About BRP
We are a global leader in the world of powersports vehicles, propulsion systems and boats, built
on over 75 years of ingenuity and intensive consumer focus. Our portfolio of industry-leading and distinctive products includes Ski-Doo and Lynx snowmobiles, Sea-Doo watercraft, Can-Am on-and off-road vehicles, Alumacraft, Manitou, Quintrex boats and Rotax marine propulsion systems as well as Rotax engines for karts and recreational aircraft. We complete our lines of products with a dedicated parts, accessories and apparel business to fully enhance the riding experience. With annual sales of CA$6 billion from over 130 countries, our global workforce is made up of more than 14,500 driven, resourceful people.

Ski-Doo, Lynx, Sea-Doo, Can-Am, Rotax, Evinrude, Manitou, Alumacraft, Telwater and the BRP logo are trademarks of Bombardier Recreational Products Inc. or its affiliates. All other trademarks are the property of their respective owners.

Caution concerning forward-looking statements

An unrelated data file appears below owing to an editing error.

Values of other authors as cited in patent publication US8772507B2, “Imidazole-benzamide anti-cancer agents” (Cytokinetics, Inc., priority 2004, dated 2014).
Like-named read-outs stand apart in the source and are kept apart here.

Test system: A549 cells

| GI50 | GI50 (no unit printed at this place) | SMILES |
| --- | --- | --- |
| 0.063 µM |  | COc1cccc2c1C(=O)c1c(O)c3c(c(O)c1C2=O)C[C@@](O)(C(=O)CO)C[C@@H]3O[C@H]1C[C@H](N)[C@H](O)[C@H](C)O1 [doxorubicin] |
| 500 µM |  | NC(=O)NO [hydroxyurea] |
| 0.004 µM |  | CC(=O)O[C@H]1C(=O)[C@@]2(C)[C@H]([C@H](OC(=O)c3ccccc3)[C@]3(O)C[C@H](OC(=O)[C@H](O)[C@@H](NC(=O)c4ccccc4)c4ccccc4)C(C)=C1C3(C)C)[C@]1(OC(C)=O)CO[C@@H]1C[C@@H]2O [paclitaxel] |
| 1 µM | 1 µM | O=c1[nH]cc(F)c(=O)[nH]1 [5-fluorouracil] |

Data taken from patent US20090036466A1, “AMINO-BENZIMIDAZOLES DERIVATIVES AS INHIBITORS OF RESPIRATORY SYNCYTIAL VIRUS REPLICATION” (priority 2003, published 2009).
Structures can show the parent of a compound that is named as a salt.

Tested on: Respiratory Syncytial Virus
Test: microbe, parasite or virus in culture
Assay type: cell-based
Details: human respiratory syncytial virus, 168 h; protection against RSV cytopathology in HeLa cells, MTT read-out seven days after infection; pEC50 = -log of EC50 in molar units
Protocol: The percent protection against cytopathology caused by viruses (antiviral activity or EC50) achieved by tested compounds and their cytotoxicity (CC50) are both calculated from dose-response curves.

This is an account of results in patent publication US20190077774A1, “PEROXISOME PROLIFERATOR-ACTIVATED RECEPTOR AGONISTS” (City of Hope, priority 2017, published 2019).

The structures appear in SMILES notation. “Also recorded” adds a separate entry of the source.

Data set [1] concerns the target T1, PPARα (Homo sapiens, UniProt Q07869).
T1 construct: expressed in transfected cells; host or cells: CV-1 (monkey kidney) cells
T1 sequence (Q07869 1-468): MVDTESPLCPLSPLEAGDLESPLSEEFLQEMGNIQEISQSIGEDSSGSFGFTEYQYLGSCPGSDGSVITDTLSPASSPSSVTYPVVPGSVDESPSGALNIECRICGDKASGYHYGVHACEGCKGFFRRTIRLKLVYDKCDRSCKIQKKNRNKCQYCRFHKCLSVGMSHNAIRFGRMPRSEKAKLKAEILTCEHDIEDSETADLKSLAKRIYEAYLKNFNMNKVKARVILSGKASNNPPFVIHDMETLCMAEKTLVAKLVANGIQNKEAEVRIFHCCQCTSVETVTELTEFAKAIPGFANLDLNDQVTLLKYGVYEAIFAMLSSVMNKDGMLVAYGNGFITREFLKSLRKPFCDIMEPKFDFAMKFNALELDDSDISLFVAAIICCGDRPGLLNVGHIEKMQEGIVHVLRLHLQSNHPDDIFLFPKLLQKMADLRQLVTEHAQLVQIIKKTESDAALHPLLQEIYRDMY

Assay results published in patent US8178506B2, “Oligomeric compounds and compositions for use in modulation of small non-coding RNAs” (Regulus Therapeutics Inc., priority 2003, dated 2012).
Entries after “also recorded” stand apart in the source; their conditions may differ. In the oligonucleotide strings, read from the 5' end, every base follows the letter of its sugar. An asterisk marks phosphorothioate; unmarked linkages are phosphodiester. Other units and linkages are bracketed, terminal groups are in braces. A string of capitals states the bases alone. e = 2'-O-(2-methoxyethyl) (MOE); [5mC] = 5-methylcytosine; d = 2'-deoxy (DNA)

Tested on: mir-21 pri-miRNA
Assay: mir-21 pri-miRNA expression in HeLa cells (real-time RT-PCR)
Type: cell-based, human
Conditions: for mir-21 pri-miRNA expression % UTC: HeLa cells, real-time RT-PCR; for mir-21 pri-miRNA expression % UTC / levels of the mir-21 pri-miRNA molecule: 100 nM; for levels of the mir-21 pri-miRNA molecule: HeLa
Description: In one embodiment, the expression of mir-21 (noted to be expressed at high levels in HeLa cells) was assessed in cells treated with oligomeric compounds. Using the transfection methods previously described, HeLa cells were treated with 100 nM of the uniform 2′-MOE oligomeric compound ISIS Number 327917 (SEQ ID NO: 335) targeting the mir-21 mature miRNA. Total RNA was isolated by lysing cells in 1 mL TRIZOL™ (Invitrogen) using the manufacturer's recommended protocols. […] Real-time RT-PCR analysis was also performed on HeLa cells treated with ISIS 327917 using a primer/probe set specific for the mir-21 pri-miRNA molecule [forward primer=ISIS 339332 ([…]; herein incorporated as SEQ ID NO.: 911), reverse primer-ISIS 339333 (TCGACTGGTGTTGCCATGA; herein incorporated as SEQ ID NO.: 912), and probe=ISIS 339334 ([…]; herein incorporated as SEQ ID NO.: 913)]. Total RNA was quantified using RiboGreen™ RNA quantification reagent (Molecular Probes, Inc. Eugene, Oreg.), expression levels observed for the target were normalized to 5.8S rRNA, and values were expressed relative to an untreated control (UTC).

Certain statements included in this press release are “forward-looking statements” within the meaning of Canadian and United States securities laws, including statements that are not historical facts. Forward-looking statements are typically identified by the use of terminology such as “may”, “will”, “would”, “should”, “could”, “expects”, “forecasts”, “plans”, “intends”, “trends”, “indications”, “anticipates”, “believes”, “estimates”, “outlook”, “predicts”, “projects”, “likely” or “potential” or the negative or other variations of these words or other comparable words or phrases. Forward-looking statements, by their very nature, involve inherent risks and uncertainties and are based on a number of assumptions, and are subject to important risks and uncertainties, both general and specific, made by the Company in light of its experience and perception of historical trends. Forward-looking statements cannot be relied upon due to, amongst other things, changing external events and general uncertainties of the business. Forward-looking statements are subject to numerous factors, many of which are beyond BRP’s control, including the risk factors disclosed previously and from time to time in BRP’s filings with the securities regulatory authorities in each of the provinces and territories of Canada and the United States, available on SEDAR at or EDGAR at, respectively. The forward-looking statements contained in this press release represent BRP’s expectations as of the date of this press release (or as of the date they are otherwise stated to be made), and are subject to change after such date. However, BRP disclaims any intention or obligation to update or revise any forward-looking statements whether as a result of new information, future events or otherwise, except as required under applicable securities regulations.